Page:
A New Jersey appeals court holds that a Medicaid applicant’s transfer of her interest in her house to her son qualifies for the caretaker child exemption even though the son worked outside the home and hired aides to help care for his mother. A.M. v. Monmouth County Board of Social Services (N.J. Super. Ct., App. Div., No. A-5105-18, March 11, 2021.
A.M. lived with his mother, M.M., and worked as a teacher. M.M. transferred two-thirds of her interest in her home to A.M. and her daughter while retaining the remaining one-third interest. When M.M. was diagnosed with Alzheimer’s disease, A.M. arranged for caregivers to assist him with providing care for M.M. while he was at work and paid the aides from M.M.’s funds. M.M. transferred her one-third interest in her house to him. M.M. eventually entered a nursing home and applied for Medicaid. A doctor’s report stated that without A.M.’s care, she would have entered the nursing home sooner. The Medicaid agency imposed a penalty period based on M.M.’s transfer of her one-third interest to A.M.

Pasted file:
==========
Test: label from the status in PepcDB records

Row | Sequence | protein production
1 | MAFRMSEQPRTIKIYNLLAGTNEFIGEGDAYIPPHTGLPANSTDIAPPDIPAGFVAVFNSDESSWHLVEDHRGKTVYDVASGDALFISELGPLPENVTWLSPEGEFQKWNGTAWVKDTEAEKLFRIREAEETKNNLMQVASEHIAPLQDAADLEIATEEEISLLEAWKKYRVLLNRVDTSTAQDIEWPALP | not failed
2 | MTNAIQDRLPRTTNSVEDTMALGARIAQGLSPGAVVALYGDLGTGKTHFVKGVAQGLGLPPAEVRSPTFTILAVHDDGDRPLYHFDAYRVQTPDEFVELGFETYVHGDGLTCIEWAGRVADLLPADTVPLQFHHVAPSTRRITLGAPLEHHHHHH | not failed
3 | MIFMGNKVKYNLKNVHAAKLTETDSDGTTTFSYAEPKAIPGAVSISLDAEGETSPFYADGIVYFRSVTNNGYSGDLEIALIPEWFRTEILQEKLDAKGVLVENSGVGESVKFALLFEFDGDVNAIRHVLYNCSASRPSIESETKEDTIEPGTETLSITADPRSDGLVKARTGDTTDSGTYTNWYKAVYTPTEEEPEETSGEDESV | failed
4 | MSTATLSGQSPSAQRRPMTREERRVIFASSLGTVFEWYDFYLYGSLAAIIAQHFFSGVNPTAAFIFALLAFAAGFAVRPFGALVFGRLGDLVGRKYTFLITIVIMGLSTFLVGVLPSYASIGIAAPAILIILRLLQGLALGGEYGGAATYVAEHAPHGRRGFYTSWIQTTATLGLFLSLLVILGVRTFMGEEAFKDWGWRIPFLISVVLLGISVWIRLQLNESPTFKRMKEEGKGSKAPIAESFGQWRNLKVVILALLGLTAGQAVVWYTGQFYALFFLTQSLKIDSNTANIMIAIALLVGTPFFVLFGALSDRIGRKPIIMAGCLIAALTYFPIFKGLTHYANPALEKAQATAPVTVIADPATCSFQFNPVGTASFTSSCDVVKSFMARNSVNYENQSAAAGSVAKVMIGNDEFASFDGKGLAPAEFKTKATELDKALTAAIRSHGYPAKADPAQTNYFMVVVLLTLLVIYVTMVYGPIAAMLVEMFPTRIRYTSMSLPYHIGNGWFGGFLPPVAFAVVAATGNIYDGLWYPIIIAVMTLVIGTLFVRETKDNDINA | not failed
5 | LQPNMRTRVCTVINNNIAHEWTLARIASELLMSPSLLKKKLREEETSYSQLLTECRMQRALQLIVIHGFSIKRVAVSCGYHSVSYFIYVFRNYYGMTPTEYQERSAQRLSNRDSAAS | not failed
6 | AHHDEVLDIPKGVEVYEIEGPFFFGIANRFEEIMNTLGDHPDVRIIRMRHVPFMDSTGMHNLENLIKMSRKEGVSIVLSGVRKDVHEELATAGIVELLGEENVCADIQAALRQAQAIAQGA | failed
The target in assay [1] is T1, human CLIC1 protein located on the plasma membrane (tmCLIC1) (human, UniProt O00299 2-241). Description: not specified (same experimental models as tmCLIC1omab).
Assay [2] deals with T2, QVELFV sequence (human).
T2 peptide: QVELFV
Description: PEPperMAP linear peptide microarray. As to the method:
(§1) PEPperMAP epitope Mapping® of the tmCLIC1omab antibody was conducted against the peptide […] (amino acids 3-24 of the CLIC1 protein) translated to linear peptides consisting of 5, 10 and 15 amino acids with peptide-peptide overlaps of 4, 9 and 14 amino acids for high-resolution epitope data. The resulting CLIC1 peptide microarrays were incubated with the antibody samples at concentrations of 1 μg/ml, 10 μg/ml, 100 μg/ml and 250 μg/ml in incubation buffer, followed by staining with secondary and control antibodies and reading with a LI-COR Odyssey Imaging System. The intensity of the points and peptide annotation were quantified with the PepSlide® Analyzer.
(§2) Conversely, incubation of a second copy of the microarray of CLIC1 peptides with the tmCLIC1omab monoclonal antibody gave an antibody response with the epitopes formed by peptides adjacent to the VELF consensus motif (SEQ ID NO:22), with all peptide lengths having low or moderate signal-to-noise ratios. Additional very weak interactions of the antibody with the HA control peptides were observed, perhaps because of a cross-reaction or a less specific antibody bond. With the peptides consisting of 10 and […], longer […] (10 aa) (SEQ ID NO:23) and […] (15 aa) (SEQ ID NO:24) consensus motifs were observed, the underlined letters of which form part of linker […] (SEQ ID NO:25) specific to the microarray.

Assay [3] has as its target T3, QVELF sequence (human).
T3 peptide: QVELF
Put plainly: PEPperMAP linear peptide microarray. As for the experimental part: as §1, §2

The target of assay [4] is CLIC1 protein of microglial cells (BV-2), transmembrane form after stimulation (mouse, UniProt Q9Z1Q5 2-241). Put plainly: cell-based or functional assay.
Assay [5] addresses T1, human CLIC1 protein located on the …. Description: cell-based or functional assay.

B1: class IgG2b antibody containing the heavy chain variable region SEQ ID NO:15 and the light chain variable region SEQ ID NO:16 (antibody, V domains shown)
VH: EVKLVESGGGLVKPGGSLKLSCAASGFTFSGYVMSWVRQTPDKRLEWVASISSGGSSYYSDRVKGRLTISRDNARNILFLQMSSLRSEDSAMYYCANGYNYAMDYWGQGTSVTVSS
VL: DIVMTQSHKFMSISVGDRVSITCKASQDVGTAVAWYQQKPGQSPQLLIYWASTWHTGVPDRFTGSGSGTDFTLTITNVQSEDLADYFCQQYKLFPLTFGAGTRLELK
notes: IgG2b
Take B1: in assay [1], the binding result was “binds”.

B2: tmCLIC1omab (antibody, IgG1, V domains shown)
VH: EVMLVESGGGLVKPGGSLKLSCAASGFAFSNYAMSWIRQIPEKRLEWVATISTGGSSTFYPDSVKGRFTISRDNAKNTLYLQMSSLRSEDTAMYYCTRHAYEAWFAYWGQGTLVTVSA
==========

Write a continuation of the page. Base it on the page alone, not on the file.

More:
A.M. requested a hearing, arguing that the transfer was exempt under the caretaker child exemption. An administrative law judge (ALJ) found that the care A.M. provided his mother went beyond the personal support a child is expected to provide and approved the exemption. The Medicaid agency reversed the ALJ’s decision, concluding that because A.M. had aides provide care for his mother and paid for the care out of M.M.’s funds, the transfer was not exempt. A.M. appealed.
The New Jersey Superior Court, Appellate Division, reverses, holding that the transfer is exempt under the caretaker child exemption, ruling that there is nothing in the law preventing a caretaker child from working outside of the home or hiring aides to assist with caregiving. The court determines there was ample evidence that before and after work, A.M. provided care beyond that normally expected of a child. According to the court, the “intent of the regulation – to encourage children to make the necessary arrangements to care for a parent in their home to avoid the public expense of institutionalization – would not be furthered by a requirement that the child caregiver work only a limited number of hours outside the home or earn no more than a particular income.”
For the full text of this decision, go to: https://www.njcourts.gov/attorneys/assets/opinions/appellate/published/a5105-18.pdf?c=mU1